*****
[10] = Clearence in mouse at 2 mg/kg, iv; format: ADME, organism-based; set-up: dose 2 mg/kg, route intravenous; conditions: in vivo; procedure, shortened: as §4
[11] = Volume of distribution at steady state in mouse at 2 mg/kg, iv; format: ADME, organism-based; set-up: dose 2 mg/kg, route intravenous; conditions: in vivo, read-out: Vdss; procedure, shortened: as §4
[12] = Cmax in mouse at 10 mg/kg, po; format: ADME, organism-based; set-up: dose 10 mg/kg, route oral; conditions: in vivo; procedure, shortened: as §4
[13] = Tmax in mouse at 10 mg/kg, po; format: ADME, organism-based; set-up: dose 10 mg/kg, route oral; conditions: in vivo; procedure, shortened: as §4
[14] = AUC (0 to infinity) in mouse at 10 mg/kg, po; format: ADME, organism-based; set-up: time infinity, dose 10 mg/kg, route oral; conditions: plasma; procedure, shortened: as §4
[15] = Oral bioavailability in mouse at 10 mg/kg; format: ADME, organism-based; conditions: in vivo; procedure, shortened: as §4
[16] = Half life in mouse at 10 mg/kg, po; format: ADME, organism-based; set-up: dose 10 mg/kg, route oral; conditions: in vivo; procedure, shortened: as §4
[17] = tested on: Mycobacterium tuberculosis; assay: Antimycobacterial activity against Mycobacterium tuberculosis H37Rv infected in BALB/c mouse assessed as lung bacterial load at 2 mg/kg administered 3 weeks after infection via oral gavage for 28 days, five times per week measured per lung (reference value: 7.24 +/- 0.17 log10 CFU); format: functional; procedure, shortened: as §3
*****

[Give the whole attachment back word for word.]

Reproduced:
[10] = Clearence in mouse at 2 mg/kg, iv; format: ADME, organism-based; set-up: dose 2 mg/kg, route intravenous; conditions: in vivo; procedure, shortened: as §4
[11] = Volume of distribution at steady state in mouse at 2 mg/kg, iv; format: ADME, organism-based; set-up: dose 2 mg/kg, route intravenous; conditions: in vivo, read-out: Vdss; procedure, shortened: as §4
[12] = Cmax in mouse at 10 mg/kg, po; format: ADME, organism-based; set-up: dose 10 mg/kg, route oral; conditions: in vivo; procedure, shortened: as §4
[13] = Tmax in mouse at 10 mg/kg, po; format: ADME, organism-based; set-up: dose 10 mg/kg, route oral; conditions: in vivo; procedure, shortened: as §4
[14] = AUC (0 to infinity) in mouse at 10 mg/kg, po; format: ADME, organism-based; set-up: time infinity, dose 10 mg/kg, route oral; conditions: plasma; procedure, shortened: as §4
[15] = Oral bioavailability in mouse at 10 mg/kg; format: ADME, organism-based; conditions: in vivo; procedure, shortened: as §4
[16] = Half life in mouse at 10 mg/kg, po; format: ADME, organism-based; set-up: dose 10 mg/kg, route oral; conditions: in vivo; procedure, shortened: as §4
[17] = tested on: Mycobacterium tuberculosis; assay: Antimycobacterial activity against Mycobacterium tuberculosis H37Rv infected in BALB/c mouse assessed as lung bacterial load at 2 mg/kg administered 3 weeks after infection via oral gavage for 28 days, five times per week measured per lung (reference value: 7.24 +/- 0.17 log10 CFU); format: functional; procedure, shortened: as §3